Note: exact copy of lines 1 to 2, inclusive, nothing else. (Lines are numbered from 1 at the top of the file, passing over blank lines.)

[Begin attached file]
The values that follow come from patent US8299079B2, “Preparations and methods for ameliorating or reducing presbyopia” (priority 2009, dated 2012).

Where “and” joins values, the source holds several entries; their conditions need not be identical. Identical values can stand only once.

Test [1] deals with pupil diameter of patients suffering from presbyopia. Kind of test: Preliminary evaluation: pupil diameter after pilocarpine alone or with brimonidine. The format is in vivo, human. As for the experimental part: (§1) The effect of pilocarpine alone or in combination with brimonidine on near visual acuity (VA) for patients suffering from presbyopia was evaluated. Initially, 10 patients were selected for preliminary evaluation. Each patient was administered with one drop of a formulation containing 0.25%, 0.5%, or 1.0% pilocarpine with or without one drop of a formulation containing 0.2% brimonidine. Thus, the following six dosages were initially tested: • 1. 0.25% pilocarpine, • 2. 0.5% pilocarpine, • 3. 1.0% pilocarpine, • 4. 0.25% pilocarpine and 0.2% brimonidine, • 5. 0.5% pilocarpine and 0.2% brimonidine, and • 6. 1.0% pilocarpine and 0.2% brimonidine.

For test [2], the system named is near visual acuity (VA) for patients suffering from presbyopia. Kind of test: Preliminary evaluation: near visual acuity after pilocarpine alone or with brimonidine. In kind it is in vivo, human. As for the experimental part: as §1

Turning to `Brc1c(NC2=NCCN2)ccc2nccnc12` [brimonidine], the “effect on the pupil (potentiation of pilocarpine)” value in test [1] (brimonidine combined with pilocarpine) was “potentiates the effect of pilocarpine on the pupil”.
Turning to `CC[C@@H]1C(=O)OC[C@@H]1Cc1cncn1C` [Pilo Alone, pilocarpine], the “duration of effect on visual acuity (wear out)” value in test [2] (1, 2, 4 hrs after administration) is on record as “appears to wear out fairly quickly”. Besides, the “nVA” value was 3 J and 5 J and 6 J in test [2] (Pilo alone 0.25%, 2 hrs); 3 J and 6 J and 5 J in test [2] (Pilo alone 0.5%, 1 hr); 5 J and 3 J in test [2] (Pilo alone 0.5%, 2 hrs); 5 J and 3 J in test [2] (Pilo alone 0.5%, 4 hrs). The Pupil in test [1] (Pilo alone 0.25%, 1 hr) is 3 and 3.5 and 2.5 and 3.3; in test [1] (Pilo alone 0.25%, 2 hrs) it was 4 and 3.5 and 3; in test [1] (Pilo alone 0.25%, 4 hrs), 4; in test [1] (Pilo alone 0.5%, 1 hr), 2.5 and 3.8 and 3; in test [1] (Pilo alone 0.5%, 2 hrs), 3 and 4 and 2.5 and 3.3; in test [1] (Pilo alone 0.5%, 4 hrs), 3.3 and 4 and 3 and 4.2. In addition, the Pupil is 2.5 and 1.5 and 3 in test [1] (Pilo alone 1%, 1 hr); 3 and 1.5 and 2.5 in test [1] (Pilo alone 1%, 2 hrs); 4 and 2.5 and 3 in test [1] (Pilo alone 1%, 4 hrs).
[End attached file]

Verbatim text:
The values that follow come from patent US8299079B2, “Preparations and methods for ameliorating or reducing presbyopia” (priority 2009, dated 2012).

Where “and” joins values, the source holds several entries; their conditions need not be identical. Identical values can stand only once.